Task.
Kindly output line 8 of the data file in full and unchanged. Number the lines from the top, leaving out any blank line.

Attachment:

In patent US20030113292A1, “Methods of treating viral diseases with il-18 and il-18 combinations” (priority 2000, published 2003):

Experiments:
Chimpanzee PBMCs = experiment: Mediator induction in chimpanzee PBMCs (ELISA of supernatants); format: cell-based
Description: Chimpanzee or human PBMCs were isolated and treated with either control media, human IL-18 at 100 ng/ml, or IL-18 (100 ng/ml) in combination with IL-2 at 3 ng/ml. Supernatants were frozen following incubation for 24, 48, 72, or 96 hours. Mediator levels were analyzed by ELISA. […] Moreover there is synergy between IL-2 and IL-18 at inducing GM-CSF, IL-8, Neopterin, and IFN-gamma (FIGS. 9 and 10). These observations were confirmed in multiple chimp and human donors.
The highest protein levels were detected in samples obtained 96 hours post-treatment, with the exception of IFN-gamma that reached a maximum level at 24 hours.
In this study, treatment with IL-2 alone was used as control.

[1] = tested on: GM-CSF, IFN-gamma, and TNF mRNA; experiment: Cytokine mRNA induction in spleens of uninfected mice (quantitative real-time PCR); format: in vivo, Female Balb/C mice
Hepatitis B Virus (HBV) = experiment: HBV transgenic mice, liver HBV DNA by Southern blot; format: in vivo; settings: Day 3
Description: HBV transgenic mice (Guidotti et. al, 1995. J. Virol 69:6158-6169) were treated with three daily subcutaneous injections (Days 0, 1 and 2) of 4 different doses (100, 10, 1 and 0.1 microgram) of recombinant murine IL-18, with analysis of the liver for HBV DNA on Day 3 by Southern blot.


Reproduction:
Hepatitis B Virus (HBV) = experiment: HBV transgenic mice, liver HBV DNA by Southern blot; format: in vivo; settings: Day 3